On a weekend trip to Amsterdam a number of years ago my husband and I visited the Amsterdam Tulip Museum where they have a beautiful shop with equally beautiful products. Even those utterly unenthralled by flowers would find something to love about this shop! As we wondered around I found two things, 1. Row upon row of amaryllis bulbs (my absolute favourite flowers) and 2. A glass amaryllis vase specifically for growing amaryllis flowers. Needless to say I left that shop with both a vase and a bulb!
So it probably won’t surprise you to find out my wedding bouquet was of amaryllis flowers. However, on the day I found out something out about the amaryllis that could have spoilt my day for me. Now, I wasn’t a complete bridzilla (I don’t think!) but as the day fast approached and preparations began to take their toll, it was with slight trepidation that my dad walked into my room on the morning of the wedding with my a box containing my bouquet in hand.
“I’ve got some bad news, the flowers aren’t the right ones” he said as he came in. Ok, maybe a little bridzilla crept up my throat. “What do you mean?” I asked cautiously.
It turns out that amaryllis are in fact a difficult flower to determine the colour of. The florist and I had spent a very (very) long time discussing the detail of the colour, hence my dads nervous entrance. “They are still lovely he said, just not what you’d planned”. I think the photo below speaks for itself!
They should have been red with a white centre but the colour had come out the other way around. However, they were even more amazing than the ones I had picked. I was totally delighted! What could have been a big disappointment (yes I know, big first world disappointment but I was only 23!) turned out to be a beautiful delight.
Five weeks ago this amaryllis plant (feature photo) was a mere bulb in a little cardboard box. I had met a friend for coffee at a garden centre and as we were leaving I saw a shelf of amaryllis bulbs in their boxes in a little row. I’ve not had one for a few years now and as I picked one out I couldn’t wait to get home and put it in my vase.
Each day since then the children and I have positioned it in a good sunny spot in the kitchen and then carefully turned it each time it’s stem starts to bend to far towards the sun. Each night my husband comes home and the children get him to examine the progress the flower has made that day. Due to the heavy nature of the stems you have to be really careful with position as one stem grows before the other meaning it can easily become lopsided, sometimes completely falling over. So you have to carefully position it (again and again) so that it isn’t tilting.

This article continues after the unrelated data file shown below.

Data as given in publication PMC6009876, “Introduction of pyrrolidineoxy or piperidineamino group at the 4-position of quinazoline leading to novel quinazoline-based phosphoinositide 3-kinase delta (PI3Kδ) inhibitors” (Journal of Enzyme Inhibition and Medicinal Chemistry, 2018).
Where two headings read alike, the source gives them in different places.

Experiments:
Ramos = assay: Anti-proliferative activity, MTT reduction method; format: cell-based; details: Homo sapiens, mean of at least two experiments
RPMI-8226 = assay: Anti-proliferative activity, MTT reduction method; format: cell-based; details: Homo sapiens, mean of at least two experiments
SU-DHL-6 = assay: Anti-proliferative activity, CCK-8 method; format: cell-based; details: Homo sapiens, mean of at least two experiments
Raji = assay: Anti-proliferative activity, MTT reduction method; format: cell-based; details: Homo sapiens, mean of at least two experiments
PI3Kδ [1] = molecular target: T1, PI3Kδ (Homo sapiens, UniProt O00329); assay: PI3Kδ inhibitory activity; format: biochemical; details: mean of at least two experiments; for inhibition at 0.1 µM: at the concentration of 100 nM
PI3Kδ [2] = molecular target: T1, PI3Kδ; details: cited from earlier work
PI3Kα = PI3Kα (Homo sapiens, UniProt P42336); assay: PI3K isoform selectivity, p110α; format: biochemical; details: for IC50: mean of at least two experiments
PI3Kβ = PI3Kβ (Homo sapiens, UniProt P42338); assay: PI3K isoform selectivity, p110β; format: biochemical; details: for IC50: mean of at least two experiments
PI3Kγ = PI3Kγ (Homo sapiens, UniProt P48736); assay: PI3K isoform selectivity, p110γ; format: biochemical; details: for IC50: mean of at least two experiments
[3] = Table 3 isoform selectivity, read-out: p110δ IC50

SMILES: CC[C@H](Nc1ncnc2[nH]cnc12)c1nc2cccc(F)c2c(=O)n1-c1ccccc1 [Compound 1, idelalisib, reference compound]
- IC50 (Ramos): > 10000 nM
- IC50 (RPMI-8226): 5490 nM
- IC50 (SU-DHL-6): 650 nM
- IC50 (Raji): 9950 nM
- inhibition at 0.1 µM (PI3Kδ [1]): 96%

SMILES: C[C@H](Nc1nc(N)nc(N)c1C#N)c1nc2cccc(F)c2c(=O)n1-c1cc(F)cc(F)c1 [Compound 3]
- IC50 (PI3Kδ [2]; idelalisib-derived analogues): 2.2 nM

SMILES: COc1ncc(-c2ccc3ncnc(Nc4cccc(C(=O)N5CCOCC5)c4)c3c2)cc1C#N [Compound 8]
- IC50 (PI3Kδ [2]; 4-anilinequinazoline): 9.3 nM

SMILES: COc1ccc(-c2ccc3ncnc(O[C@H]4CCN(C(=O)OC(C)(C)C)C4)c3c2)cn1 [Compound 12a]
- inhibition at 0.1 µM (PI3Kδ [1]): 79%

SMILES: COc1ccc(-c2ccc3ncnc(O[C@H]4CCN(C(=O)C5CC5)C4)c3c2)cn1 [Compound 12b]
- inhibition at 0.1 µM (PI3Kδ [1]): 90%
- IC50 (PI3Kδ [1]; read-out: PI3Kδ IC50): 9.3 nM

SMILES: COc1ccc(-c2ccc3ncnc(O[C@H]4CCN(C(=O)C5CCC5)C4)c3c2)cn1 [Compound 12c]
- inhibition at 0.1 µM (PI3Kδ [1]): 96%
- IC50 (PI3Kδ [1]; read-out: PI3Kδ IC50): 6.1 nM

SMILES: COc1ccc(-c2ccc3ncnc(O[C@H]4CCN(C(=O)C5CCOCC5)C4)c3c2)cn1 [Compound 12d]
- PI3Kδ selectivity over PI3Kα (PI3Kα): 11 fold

Today I stood and marvelled at its beauty and how amazingly it’s turned out thanks to our careful love and attention. If I hadn’t bought it that day, if I hadn’t put it in it’s lovely vase, if I hadn’t changed its water and turned and manoeuvred it each day it would still be a bulb. It would have all the potential of an amaryllis with nowhere to grow.
How many people out there do you think haven’t been picked off the shelf? Have had to stay in their box, in the dark, without the chance of flourishing? How many people got taken out of the box and put in water but then didn’t get turned in the sunlight each day? Didn’t have someone stopping them from tilting in the wrong direction? We are a world full of people full of potential, full of colour and full of beauty, but who so often don’t get given the love or the chance to flourish. This results in living alone in the dark or falling down where no one can reach them.
Let us not leave that amaryllis on the shelf. Let us look around each day and strive to find those bulbs in those dark boxes and pick them up and put them in the light. It’s never too late to put an amaryllis in water and it’s never too late to show a human love. And what the amaryllis shows us is that each one is different, each one is unique, each one is beautiful, often surprisingly so, often taking our breath away. People are the same but so much more so. It takes time, it takes hard work, it takes commitment, but then you get to stand back and marvel at the beauty you see.